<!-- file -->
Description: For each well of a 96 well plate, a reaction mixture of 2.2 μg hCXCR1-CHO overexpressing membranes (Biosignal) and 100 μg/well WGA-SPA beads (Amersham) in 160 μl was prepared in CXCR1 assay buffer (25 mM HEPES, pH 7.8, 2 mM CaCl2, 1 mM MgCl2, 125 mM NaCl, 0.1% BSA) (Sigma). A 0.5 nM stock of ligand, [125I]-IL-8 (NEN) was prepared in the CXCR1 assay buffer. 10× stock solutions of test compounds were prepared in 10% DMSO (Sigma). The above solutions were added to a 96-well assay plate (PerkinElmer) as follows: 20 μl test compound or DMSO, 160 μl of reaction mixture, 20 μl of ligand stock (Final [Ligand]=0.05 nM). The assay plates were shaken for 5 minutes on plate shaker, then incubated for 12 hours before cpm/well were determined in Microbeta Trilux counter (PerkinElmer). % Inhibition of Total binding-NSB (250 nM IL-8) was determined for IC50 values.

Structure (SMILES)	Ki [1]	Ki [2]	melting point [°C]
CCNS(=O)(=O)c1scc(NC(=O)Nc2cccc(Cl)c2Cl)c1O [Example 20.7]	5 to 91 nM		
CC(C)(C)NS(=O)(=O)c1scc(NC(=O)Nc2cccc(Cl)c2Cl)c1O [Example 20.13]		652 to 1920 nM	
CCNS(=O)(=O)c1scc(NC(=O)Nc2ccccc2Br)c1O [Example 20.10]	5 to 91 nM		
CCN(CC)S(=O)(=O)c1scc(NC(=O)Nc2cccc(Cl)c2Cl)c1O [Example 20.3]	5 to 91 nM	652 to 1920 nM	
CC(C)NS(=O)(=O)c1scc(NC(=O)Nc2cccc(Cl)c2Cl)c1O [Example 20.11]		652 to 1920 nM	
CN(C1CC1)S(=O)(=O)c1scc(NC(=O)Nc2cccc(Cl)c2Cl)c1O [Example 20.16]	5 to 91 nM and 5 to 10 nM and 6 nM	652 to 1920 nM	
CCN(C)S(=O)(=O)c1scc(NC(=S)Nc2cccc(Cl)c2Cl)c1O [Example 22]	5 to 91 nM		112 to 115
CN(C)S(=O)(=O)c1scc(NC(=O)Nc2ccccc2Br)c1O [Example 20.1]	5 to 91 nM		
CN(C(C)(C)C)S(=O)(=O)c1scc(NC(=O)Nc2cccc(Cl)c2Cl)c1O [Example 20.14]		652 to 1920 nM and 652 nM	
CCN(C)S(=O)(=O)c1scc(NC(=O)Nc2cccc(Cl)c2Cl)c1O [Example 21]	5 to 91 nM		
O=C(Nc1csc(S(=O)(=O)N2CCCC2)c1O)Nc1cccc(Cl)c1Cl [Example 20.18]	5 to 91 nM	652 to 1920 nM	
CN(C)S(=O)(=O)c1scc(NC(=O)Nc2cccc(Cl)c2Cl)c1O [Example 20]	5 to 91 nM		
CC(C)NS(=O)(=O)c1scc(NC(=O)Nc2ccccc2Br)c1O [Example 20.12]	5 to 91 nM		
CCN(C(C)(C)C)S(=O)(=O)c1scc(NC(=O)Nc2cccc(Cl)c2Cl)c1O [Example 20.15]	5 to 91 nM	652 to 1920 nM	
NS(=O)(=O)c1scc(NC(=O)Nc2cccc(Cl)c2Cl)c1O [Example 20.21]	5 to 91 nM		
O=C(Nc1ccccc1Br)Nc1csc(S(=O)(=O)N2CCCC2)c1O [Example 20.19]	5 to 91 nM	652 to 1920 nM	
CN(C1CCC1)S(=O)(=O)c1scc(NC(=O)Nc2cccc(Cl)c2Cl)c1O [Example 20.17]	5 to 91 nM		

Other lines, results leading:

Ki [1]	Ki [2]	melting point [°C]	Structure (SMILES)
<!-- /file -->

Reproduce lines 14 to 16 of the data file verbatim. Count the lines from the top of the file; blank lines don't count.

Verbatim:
CN(C)S(=O)(=O)c1scc(NC(=O)Nc2cccc(Cl)c2Cl)c1O [Example 20]	5 to 91 nM		
CC(C)NS(=O)(=O)c1scc(NC(=O)Nc2ccccc2Br)c1O [Example 20.12]	5 to 91 nM		
CCN(C(C)(C)C)S(=O)(=O)c1scc(NC(=O)Nc2cccc(Cl)c2Cl)c1O [Example 20.15]	5 to 91 nM	652 to 1920 nM	